The Alco FA was intended to be the builder's answer to Electro-Motive's ever popular FT and subsequent models. The design was the road freight model of Alco's passenger service PA. The FA also replaced Alco's original DL series, which used the builder's initial prime mover, the model 539T, which proved trouble-prone and unreliable (the company, however, continued to use
the DL markings for factor designations). Unfortunately, Alco's new 244 engine also had problems which seriously hurt impacted it from ever making a serious run at EMD's F series. Despite the prime mover's flaws the FA model
and its variants would sell a little more than 1,000 units and could be found spread out across the country hauling freight on notable roads such as the
Pennsylvania, Baltimore & Ohio, Great Northern, Frisco, Wabash, Union Pacific, and others.
The Alco FA sporting a beefier carbody than EMD's F series was introduced by the company in 1946 and initially offered 1,500 horsepower with a B-B wheel arrangement (four axles per truck). Alco also built a B unit, just as EMD offered in its catalog, which was also capable of producing 1,500 horsepower. Unfortunately, the initial FA-1 model and its new 244 model diesel engine proved troublesome and unable to take the pounding required in daily road service. The 244 was used in several early Alco designs and while problematic in main line applications, such as powering the PA and FA design, it actually proved quite reliable in some of the smaller models such as early road switchers like the RS2 and RS3. With the onset of World War II in late 1941 the American Locomotive Company's diesel development was delayed. This would prove costly to Alco as the Electro-Motive Corporation (later General Motors' Electro-Motive Division) had already unveiled its FT and EA models between 1937 and 1939, years before the war had started.
For technical information about the FA series please click here. The FT was particularly noteworthy as it paraded around the country with much fanfare; a sensational marketing success it convinced railroad after railroad that main line, heavy-haul diesel locomotives could truly match steam despite offering less horsepower per unit. While Electro-Motive, like all other builders, was restricted by the U.S. government from continuing their diesel program during the war they already had a model in production before the conflict began and one in which was reliable and sought after by railroads. With the war restriction Alco was not able to release its FA model until January of 1946. The Gulf Mobile & Ohio being the first railroad to receive its order receiving #700-754 FAs and #B1-B33 FBs. Around the same time, three demonstrators; two FA-1s and one FB-1 toured on the Delaware & Hudson between January and mid-February that year. Unfortunately, a union strike at Alco's Schenectady, New York plant further delayed production on the GM&O's order and the railroad did not begin receiving its units until May of that year.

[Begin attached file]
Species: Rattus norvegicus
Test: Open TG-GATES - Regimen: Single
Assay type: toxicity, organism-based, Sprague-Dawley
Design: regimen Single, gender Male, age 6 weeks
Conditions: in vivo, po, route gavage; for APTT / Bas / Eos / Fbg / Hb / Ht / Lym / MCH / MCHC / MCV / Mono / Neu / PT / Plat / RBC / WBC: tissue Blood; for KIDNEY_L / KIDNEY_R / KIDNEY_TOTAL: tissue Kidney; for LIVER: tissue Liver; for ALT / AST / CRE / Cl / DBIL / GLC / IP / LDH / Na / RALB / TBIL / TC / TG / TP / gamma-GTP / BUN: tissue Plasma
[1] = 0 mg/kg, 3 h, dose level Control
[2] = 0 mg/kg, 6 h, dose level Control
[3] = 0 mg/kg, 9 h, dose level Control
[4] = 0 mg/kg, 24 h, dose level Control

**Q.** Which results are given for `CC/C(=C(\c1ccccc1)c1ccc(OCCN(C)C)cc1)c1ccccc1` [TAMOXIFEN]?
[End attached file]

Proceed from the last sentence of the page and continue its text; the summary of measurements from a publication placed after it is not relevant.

Despite the FA-1 having reliability issues it provided incredible pulling power, an Alco trademark for many of its models and was certainly one reason why some railroads continued buying its products. The FA's carbody was also very well designed, on par with Electro-Motive's now-classic cab designs. It was developed by General Electric's own Ray Patten as the company during this time was working right alongside Alco in producing diesel locomotives. Patten, who also designed the beautiful sister PA model, shortened the FA's length to just 51 feet, 6 inches (the PA was 65 feet, 8 inches) as well as giving it a shorter, somewhat blunter front nose. Still, the overall slanted front windshields and streamlined look was a hallmark of both models, capped off by the notable grills over the centered headlight. The FA used a B-B truck arrangement, which could produce a continuous 46,000 pounds of tractive effort and reach a top speed of around 65 mph.
When production ended on the FA-1, Alco was able to sell 672 A and B units to nearly twenty domestic railroads (including those built at its Montreal Locomotive Works for Canadian roads). In October of 1950 the builder released its upgraded FA-2, which featured a slight increase in horsepower and longer carbody at 54 feet. This pushed the radiator shutters slightly forward allowing the unit to receive a steam generator for passenger service (similar to what EMD would do with its FP7 design). The FA-2 also received an upgraded generator from GE (the model GT581, which replaced the GT564). Both the FA-1 and FA-2 featured turbocharging and dynamic brake capability (if ordered, it was not standard on the model). In the end, the FA-2 sold slightly better than its early cousin with 597 units produced.
Finally, Alco offered a passenger version of its FA, the FPA-2 and FPA-4 which sold modestly (it should be noted that the final model, the FPA-4, used Alco's much improved 251 model engine although by the time it was released the builder had already lost most confidence from railroads in its ability to produce reliable locomotives). All told, Alco would sell over a thousand FA units (EMD's F series in comparison sold more than 4,800 units). In any event, it is interesting to wonder how well the model would have sold had the initial troubles with the 244 (and early 241) model engine had not been present with further research and development taking place before they entered production. To read more about other Alco models, such as the PA, please visit the Diesel Locomotives section of the site, which can be reached from the top of this page.